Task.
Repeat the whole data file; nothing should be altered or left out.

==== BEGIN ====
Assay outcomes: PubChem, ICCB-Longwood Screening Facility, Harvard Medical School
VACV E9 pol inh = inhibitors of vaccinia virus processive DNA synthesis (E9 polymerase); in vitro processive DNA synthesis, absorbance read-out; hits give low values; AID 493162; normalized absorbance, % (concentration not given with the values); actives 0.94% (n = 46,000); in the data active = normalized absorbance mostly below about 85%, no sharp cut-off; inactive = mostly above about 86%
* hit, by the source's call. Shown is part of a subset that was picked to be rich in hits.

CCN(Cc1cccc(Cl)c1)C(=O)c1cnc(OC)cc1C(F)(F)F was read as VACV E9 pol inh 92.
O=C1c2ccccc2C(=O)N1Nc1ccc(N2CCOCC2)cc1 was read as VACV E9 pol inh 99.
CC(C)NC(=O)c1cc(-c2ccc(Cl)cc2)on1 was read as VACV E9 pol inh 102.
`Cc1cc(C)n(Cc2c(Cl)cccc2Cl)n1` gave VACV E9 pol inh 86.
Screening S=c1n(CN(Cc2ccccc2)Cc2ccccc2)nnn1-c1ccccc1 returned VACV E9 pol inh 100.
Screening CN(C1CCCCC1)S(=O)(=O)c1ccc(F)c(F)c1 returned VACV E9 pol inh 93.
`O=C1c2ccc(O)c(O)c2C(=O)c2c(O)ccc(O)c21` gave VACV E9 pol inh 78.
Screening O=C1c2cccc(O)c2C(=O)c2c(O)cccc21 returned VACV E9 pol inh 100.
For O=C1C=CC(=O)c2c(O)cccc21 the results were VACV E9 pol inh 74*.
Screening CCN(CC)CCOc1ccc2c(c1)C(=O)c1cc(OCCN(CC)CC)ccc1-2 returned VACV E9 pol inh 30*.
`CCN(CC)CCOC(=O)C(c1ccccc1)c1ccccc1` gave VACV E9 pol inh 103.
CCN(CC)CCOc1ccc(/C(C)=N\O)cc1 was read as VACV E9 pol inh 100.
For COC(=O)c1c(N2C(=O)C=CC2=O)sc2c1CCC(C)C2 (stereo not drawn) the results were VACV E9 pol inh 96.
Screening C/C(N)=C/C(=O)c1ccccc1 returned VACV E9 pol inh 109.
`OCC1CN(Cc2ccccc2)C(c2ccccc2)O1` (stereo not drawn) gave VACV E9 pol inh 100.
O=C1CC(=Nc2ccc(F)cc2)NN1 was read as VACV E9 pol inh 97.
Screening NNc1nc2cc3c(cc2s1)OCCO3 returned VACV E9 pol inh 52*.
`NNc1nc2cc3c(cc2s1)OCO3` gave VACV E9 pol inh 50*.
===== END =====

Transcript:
Assay outcomes: PubChem, ICCB-Longwood Screening Facility, Harvard Medical School
VACV E9 pol inh = inhibitors of vaccinia virus processive DNA synthesis (E9 polymerase); in vitro processive DNA synthesis, absorbance read-out; hits give low values; AID 493162; normalized absorbance, % (concentration not given with the values); actives 0.94% (n = 46,000); in the data active = normalized absorbance mostly below about 85%, no sharp cut-off; inactive = mostly above about 86%
* hit, by the source's call. Shown is part of a subset that was picked to be rich in hits.

CCN(Cc1cccc(Cl)c1)C(=O)c1cnc(OC)cc1C(F)(F)F was read as VACV E9 pol inh 92.
O=C1c2ccccc2C(=O)N1Nc1ccc(N2CCOCC2)cc1 was read as VACV E9 pol inh 99.
CC(C)NC(=O)c1cc(-c2ccc(Cl)cc2)on1 was read as VACV E9 pol inh 102.
`Cc1cc(C)n(Cc2c(Cl)cccc2Cl)n1` gave VACV E9 pol inh 86.
Screening S=c1n(CN(Cc2ccccc2)Cc2ccccc2)nnn1-c1ccccc1 returned VACV E9 pol inh 100.
Screening CN(C1CCCCC1)S(=O)(=O)c1ccc(F)c(F)c1 returned VACV E9 pol inh 93.
`O=C1c2ccc(O)c(O)c2C(=O)c2c(O)ccc(O)c21` gave VACV E9 pol inh 78.
Screening O=C1c2cccc(O)c2C(=O)c2c(O)cccc21 returned VACV E9 pol inh 100.
For O=C1C=CC(=O)c2c(O)cccc21 the results were VACV E9 pol inh 74*.
Screening CCN(CC)CCOc1ccc2c(c1)C(=O)c1cc(OCCN(CC)CC)ccc1-2 returned VACV E9 pol inh 30*.
`CCN(CC)CCOC(=O)C(c1ccccc1)c1ccccc1` gave VACV E9 pol inh 103.
CCN(CC)CCOc1ccc(/C(C)=N\O)cc1 was read as VACV E9 pol inh 100.
For COC(=O)c1c(N2C(=O)C=CC2=O)sc2c1CCC(C)C2 (stereo not drawn) the results were VACV E9 pol inh 96.
Screening C/C(N)=C/C(=O)c1ccccc1 returned VACV E9 pol inh 109.
`OCC1CN(Cc2ccccc2)C(c2ccccc2)O1` (stereo not drawn) gave VACV E9 pol inh 100.
O=C1CC(=Nc2ccc(F)cc2)NN1 was read as VACV E9 pol inh 97.
Screening NNc1nc2cc3c(cc2s1)OCCO3 returned VACV E9 pol inh 52*.
`NNc1nc2cc3c(cc2s1)OCO3` gave VACV E9 pol inh 50*.